2. I found this on Pinterest and made it this evening. I have to thank you for sharing your grandmother’s recipe. I tweaked mine a bit to match up with the ingredients I had. It turned out very tasty. However, I over did it with the tomato paste. Instead of using exactly 2 Tblsp. I actually used a whole can with an equal amount of spinach. I used a pinch of sugar to help take some of that tangy tomato pasty taste out…. in case of heart burn and blanketed the bottom of the baking dish with the sauce while tightly lining up the shells and stuffed. My mom who is a diabetic, tried it but only a taste. I was trying to find some whole grain shells.. something that wouldn’t spike her sugar. Needless to say she thought it was ok but again, couldn’t fully indulge. My dad loved it! Just said I was missing wine to pair with the dish! LOL

  3. Question: is the sausage already cooked before it’s chopped for the filling, or is it raw? I chopped the sausage “raw” & seemed to need more than 30 minutes baking time…

      1. You could brown the sausage first, if you feel squiggly about it, but the kind you get from the grocery store is already cooked through, so it’s not strictly necessary. Hope that answers your question…sorry it took me so long to reply! j

  4. Just found you via pinterest, also grew up in New England (Boston) and had to also “Ring twice” to let my grandmother know we’d made it home safely right up until she passed away in 2007 <3 Whenever we chatted she would say "your phone bill is going to be awfully expensive!" despite my explaining the flat rate etc. I finally gave up and let her feel that I was "splurging" on a long distance call to her! I have also relocated to Maine, it seems to be where all the cool kids are lol! I have not found much in the way of tantalizing cuisine here so I am thrilled to explore your site!!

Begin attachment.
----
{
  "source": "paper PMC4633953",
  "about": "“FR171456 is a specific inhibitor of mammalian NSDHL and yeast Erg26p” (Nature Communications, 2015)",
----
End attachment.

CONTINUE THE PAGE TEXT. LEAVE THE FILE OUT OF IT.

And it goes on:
1. Thanks for checking us out, Karen! That’s funny…I had no idea “ring twice” was a regional New England thing, but I guess it must be!

  5. Just made this and was disappointed. It was very bland. I will try again with regular sausage and an actual tomato sauce for shells to cook in. It looked delicious but just didn’t deliver. I chucked most of it out. Oh well, maybe I did something wrong

  6. Made this last night. Stuffed shells are ALWAYS labor intensive… I should know that. But these were really good. And, leftovers as well. Thnx!

  7. I’ve made this recipe a few times and our family loves it! It’s absolutely wonderful. As another person said, I’m going to double the sauce from now on, as it’s sooo good!
    One stupid question: how much is “a small tub” of ricotta, please?
    Thanks again for sharing this wonderful recipe.
    P.S. I grew up in upstate NY, where we used to “ring once” from the high school pay phone when we wanted to let mom know it was time to get picked up from soccer practice. It saved paying the dime, which you were to drop in the pay phone when the called party picked up the receiver.

  8. I was excited to try this recipe, but disappointed in the “sauce”. Granted there are different definitions of “sauce”, but this one seems to be nothing more than a thin layer of moist chopped stuff in the bottom of the baking dish. If you were lucky, you got a little of it when you scooped a shell into your bowl. Since this was a dry’ish pasta dish, I was also a little concerned about placing it under the broiler for so long, and that the edges of the shells would get crunchy. I watched it closely at this step and broiled for about 7 mins. The use of heat&eat chicken sausage in the filling was a time saver but since we weren’t instructed to heat the sausage, and the ricotta was cold.. the dish probably could have cooked another 5 or even 10 mins to get piping hot. I do plan to make this again, but will probably add the mushrooms and rosemary to a nice alfredo, and probably drink the wine 🙂 Thank you for the inspirations.